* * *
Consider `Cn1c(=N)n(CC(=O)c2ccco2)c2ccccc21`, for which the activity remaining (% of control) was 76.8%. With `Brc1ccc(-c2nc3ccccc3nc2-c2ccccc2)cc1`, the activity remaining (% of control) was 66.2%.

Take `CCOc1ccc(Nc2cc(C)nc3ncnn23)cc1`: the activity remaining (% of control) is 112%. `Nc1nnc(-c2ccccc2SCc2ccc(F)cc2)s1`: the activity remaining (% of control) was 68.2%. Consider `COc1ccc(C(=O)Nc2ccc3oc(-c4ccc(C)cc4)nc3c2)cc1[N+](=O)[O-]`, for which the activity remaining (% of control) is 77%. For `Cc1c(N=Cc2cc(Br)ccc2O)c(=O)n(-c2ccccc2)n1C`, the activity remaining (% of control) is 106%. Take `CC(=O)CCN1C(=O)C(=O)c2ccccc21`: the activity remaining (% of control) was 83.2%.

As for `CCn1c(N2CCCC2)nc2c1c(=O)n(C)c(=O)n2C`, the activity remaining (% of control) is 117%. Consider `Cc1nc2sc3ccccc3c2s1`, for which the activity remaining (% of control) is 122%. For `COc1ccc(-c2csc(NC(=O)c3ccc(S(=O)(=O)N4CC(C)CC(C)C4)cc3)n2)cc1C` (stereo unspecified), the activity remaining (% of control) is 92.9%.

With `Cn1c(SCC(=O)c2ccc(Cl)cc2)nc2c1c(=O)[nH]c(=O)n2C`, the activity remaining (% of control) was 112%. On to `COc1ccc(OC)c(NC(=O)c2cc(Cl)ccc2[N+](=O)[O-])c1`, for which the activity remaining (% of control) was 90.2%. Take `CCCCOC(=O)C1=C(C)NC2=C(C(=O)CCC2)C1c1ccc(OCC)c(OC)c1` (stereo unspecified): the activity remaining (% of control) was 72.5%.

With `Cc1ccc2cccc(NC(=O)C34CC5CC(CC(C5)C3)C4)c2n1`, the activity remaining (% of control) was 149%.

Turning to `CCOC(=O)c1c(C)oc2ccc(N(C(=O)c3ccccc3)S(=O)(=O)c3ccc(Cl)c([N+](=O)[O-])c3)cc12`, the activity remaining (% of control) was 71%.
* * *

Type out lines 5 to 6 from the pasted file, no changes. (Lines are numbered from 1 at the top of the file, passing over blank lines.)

With `Cc1ccc2cccc(NC(=O)C34CC5CC(CC(C5)C3)C4)c2n1`, the activity remaining (% of control) was 149%.

Turning to `CCOC(=O)c1c(C)oc2ccc(N(C(=O)c3ccccc3)S(=O)(=O)c3ccc(Cl)c([N+](=O)[O-])c3)cc12`, the activity remaining (% of control) was 71%.